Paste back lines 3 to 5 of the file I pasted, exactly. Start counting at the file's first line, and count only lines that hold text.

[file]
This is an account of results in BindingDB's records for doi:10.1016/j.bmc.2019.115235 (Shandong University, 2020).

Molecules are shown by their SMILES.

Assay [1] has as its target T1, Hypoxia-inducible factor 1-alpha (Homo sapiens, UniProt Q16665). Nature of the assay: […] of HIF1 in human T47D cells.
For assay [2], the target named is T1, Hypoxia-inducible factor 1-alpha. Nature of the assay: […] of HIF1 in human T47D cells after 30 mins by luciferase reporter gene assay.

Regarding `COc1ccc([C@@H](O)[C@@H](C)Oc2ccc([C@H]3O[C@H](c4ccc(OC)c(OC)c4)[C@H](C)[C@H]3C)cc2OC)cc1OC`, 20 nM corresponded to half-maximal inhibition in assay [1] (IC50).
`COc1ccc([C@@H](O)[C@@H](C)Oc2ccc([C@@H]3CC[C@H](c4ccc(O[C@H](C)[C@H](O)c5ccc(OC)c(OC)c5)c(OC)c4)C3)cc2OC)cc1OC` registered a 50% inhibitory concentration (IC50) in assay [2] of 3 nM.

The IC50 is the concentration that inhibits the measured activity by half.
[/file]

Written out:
Assay [1] has as its target T1, Hypoxia-inducible factor 1-alpha (Homo sapiens, UniProt Q16665). Nature of the assay: […] of HIF1 in human T47D cells.
For assay [2], the target named is T1, Hypoxia-inducible factor 1-alpha. Nature of the assay: […] of HIF1 in human T47D cells after 30 mins by luciferase reporter gene assay.

Regarding `COc1ccc([C@@H](O)[C@@H](C)Oc2ccc([C@H]3O[C@H](c4ccc(OC)c(OC)c4)[C@H](C)[C@H]3C)cc2OC)cc1OC`, 20 nM corresponded to half-maximal inhibition in assay [1] (IC50).